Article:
Airbnb blamed for rise in bedbug infestations
Pests like rats and mice are increasing rapidly in the Netherlands. There are also more and more infestations of bedbugs, which almost disappeared from the country in the last century. Animal scientist Bastiaan Meerburg blames this largely on the emergence of house sharing platforms like Airbnb, NOS reports.
"Nowadays we travel everywhere. There is a good chance that we will bring certain animals back with us. Like the bedbug, which hardly ever appeared in the last century", Meerburg said to the broadcaster. Bedbugs prefer to live in mattresses and love human blood. "It is a very small animal that hides in cracks and seams. Once you have bedbugs in the house, then really everything has to be taken apart, there is a lot of work in it."
Bedbugs have become increasingly common in the Netherlands since 2010. "They travel in suitcases and with clothing if people do not have adequate hygiene", Meerburg said. "All those people who rent out their house through Airbnb to a few dozen people do not know who they are bringing into their house. If those people bring bed bugs, cleaning them up will cost many thousands of euros."
An even bigger problem, according to the animal scientist and director of the knowledge and advice center for dealing with animal pests KAD, is the growing number of mice and rats. "Because from 2023 there will be no more mouse or rat poison for sale for private individuals, not even for indoor use." The poisons that are currently being used are very toxic and difficult to degrade, which means the pose a risk to birds of prey. "That is why there must be more attention to the threatening problems. Because once you see a rat or mouse, it happens very fast. They multiply rapidly. We must really prevent situations like in Paris", Meerburg said. According to the latest reports, there are around 3.7 million rats living in Paris - more than the number of residents.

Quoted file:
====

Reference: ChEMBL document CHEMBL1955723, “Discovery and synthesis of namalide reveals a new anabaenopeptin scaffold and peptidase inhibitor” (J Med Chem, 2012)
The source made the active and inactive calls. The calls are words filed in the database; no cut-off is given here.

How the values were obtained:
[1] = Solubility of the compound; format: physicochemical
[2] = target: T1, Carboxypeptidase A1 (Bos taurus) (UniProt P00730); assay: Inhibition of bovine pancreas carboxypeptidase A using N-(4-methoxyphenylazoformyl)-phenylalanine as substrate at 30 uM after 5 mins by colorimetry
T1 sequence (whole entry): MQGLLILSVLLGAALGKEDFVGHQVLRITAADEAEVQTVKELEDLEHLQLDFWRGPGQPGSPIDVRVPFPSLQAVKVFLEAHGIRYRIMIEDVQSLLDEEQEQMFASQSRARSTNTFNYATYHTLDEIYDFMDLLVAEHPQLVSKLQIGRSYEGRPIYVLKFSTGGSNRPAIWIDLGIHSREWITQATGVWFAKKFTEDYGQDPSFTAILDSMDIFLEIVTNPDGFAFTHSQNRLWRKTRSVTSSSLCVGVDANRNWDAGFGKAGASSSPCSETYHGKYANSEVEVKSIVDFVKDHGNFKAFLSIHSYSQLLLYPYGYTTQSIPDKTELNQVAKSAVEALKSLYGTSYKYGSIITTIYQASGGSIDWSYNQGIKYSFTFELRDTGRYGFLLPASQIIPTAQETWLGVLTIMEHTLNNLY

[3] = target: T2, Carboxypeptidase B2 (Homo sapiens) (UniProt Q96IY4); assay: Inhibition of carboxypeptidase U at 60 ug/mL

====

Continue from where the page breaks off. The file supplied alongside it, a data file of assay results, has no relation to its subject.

What makes the problem even worse, is that we know very little about rats, Meerburg said. "How they behave in urban areas, for example. We really have a limited picture. And our latest research into the resistance of rats to rat poison, in collaboration with Wageningen University, dates from 2012. Since then nothing has happened."
The responsibility for pest control falls under four different Ministries, and there is little effective coordination between them, according to Meerburg. He will therefore soon meet with State Secretary Stientje van Veldhoven of Infrastructure and Water Management. "I will tell her that it is very important that we learn more about the behavior of the rat. Because if the use of toxins by private individuals will soon be banned, we will have to deal with the plagues in a different way."
Another important tool in the fight against pests is awareness. On Thursday, World Pest Animals Day, a special study day will be held at Wageningen University. Meerburg is participating in the study day as director of KAD.